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Before a ball was kicked, word was out that World Rugby’s new match officials supremo, Joel Jutge, had spoken to the refereeing panel to ensure both the five-second law and the breakdown directives of 2020 (which had largely been ignored at international level last year) were correctly officiated. Nigel Owens, now ex-Test referee, joined the discussion in public, stating that the way forward to a faster game was to simply enforce the laws currently on the books. Who would have thought, eh, Nigel? Good to have you aboard. He made particular note of the advantage line, slowing ball at the ruck and illegal formation of attacking mauls from line-outs as areas where enforcement of the laws had fallen down in the past. Italy vs FranceLet’s deal with the negative elephant in the room first. This Italian side has been through more rebuilds than Jerusalem, and yet again, a bunch of young Italians were sent into a mismatch to continue their run of defeats, which is as long as anyone can remember. This side is considered tier one and therefore holds three votes at World Rugby votes, hmmmm. Wonder why they are still there? France, now everyone’s second favourite side, are physical upfront and have pace to burn outside. When one of the most promising flyhalves in the global game is not available, Matthieu Jollibert steps in and looks to the manor born, they are spoilt for choice across the park. They offload with impunity and halfback Antoine Dupont is a major beneficiary, as he runs those middle of the park support lines with real aggression. Dupont is an interesting study – a look at his highlights is notable for the lack of traditional halfback stuff he does. Antoine Dupont (Photo by Stu Forster/Getty Images) He is a running nine, topping the metres in this game, scoring one off a midfield support line, throwing an offload in a tackle for another score and didn’t mind sticking a shot on two to three channels off the ruck. If he didn’t have a number on his back, it might be difficult to pick what position he is playing much of the time. But the beating heart of this side is its loose forward trio, by some distance the best combination in world rugby now. I suspect we will be hearing the names Dylan Cretin, Charles Ollivon and Gregory Alldritt for a few more seasons yet. France won this in a canter and eased up as the game went on. England vs ScotlandThe game that was going to be the litmus test for Mr Jutge’s instructions. An England side built to play in the NFL like vignettes against a Scotland team with real pace in its loose forward trio and a couple of talented, but flawed, characters out the back. While referee Andrew Brace started down the right road, he disappointingly pulled the throttle back as England slowed the game at every possible opportunity and if I am correct, he issued two further yellow card warnings to England early in the second stanza without pulling the trigger again. With England down to 14 men in the first half, one scrum sequence took a full three minutes to complete. You’ve got to be tougher on this, Sir. Scotland took England head on upfront, got to the lead early and never looked like being headed. Jonny Gray (who surely must have been man of the match), Hamish Wilson and the Fagerson family all dominated their opposites and played with a level of aggression in contact that stayed just the right side of the line. For England, this performance has been there simmering away, just hidden beneath the surface in their performances post-RWC. This game highlighted the lack of attacking threat and invention in this team. The debutant at centre, for example, had only one touch of the ball and that was on the hour. This wasn’t a particularly quick game, but I wonder whether player size has reached a zenith as Jamie George and Billy Vunipola both looked the wrong side of, shall we say, optimal conditioning for the amount of ball movement. Vunipola interestingly did not register a single run metre – almost unheard of. The much-vaunted battle for the Lions 10 jersey produced two losers. Owen Farrell looked lost once behind on the scoreboard and his usually effective kicking game was totally trumped by Stuart Hogg returning Exocets. (Kaz Photography/Getty Images) I suspect this is what Warrens Gatland’s scorecard looked like for Finn Russell: one foot trip, one sin-binning, three points needlessly conceded, one kickable penalty missed, five turnovers conceded and a brain snap going for a ‘look at me’ drop goal, which gifted the ball back to the opposition with the clock gone. Hardly British and Irish Lions stuff, is it? Scotland were good value for every inch of this win, dominating all the key battlegrounds of the contest. There is a balance in this Scottish side which hasn’t been there for a while and a trace of steel running through the pack, which will ensure they will be competitive against all comers this year. This result makes the rest of the season very interesting for both sides. For the record, I backed Scotland, and so I don’t look like Harry Hindsight, here’s the evidence. Wales vs IrelandA match where both coaches must have been looking over their shoulder – one in the process of changing up a restrictive game plan with tools not fit for the purpose, and the other, well, not sure what it is the Ireland coach is trying to do, other than replicating what didn’t work for them at the end under the previous regime. The sending off of Peter O’Mahoney in early order looked like being the death knell for this one, but it was anything but. It signalled the best period of the game for Ireland as they scored 13 consecutive points, as Conor Murray served a far flatter attack with Robbie Henshaw and Tadhg Beirne prominent and Ireland held that lead through to oranges. Both sides would have discussed the need for ball security with the combined lineout count for the opening stanza being four from nine. Ouch. The second half saw a more controlled effort from Wales, and they did a far better job of finding the space left by only 14 men and scored two nice tries wide out. Then came the last 10 minutes. Can anyone remember a game with poorer decision making and execution down the straight? Wales got turned over taking a maul to ground; with the clock on the cusp of 80 minutes, Welsh halfback Gareth Davies meekly grubbered the ball away, allowing Ireland one last chance to steal the game, and perhaps fittingly for the end of this match, the game ended as Irish replacement 10 Billy Burns missed touch kicking for an attacking lineout which could have won them the game. You really couldn’t write this stuff. So, it was great to have international rugby back, even without crowds. We saw the sea change in officiating we’d hoped for, and it delivered the desired outcomes in speed and space. It wasn’t perfect, of course, as it is early days, and it will remain to be seen whether the French refereeing crew toe the line when they join later in the tournament. I think World Rugby will declare weekend one a success. Now, they only need to show the intestinal fortitude to keep this focus going; what could possibly go wrong?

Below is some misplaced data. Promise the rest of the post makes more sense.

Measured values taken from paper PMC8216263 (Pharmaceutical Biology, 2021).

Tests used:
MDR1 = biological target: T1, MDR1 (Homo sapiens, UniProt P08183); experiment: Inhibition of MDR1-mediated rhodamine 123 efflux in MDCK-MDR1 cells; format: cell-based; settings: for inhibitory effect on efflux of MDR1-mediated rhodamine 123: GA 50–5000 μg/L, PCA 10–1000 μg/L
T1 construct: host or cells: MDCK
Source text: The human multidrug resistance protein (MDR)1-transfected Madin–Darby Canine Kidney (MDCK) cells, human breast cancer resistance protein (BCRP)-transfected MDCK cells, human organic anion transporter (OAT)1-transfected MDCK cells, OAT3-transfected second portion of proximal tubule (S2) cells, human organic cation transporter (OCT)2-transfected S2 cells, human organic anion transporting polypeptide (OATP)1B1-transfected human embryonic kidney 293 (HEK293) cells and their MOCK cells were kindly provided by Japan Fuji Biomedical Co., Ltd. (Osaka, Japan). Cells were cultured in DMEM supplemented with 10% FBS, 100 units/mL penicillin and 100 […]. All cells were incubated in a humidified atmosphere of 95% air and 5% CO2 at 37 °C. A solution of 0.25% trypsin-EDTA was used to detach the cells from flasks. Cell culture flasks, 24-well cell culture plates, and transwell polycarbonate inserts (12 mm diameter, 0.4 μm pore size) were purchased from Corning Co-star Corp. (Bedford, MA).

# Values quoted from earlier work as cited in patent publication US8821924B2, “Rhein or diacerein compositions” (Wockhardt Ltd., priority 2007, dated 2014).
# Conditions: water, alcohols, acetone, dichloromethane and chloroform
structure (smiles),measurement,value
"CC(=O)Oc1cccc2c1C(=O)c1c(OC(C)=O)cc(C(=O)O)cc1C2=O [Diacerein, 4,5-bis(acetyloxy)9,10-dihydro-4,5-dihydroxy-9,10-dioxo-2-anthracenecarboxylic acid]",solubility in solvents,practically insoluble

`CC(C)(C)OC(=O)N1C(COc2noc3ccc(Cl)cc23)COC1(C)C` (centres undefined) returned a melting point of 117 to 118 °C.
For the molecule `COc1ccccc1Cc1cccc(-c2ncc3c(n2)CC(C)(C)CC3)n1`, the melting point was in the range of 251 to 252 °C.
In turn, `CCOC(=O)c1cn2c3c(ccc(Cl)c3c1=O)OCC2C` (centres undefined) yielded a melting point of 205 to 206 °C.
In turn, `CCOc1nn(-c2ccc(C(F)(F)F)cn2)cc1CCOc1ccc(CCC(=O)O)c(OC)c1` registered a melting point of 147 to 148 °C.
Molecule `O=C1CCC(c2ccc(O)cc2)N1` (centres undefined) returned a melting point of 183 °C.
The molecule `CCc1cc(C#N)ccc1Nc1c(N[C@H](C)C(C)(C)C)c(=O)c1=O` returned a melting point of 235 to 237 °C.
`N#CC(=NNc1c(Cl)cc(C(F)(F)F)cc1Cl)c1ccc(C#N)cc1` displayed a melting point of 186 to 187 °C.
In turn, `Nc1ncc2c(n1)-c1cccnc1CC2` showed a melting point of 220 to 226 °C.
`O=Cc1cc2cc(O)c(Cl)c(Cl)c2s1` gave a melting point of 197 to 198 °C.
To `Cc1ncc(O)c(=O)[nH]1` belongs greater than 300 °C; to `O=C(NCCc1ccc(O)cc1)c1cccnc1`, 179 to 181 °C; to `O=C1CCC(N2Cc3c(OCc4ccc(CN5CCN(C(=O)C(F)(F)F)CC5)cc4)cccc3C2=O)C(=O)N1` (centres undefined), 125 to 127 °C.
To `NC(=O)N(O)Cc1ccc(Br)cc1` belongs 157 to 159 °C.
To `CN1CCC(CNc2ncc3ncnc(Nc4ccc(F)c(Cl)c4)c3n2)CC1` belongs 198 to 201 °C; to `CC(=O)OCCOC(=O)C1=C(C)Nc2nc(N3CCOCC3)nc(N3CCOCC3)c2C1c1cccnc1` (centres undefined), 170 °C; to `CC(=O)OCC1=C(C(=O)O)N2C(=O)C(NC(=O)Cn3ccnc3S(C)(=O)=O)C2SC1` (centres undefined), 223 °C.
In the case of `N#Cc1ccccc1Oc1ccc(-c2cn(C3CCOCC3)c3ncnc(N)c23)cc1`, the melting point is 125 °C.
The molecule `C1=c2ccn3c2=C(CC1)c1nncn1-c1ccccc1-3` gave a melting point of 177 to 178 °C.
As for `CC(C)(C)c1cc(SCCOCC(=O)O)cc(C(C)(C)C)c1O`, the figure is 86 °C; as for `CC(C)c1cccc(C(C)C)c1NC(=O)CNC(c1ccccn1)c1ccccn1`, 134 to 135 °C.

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If The Avengers played rugby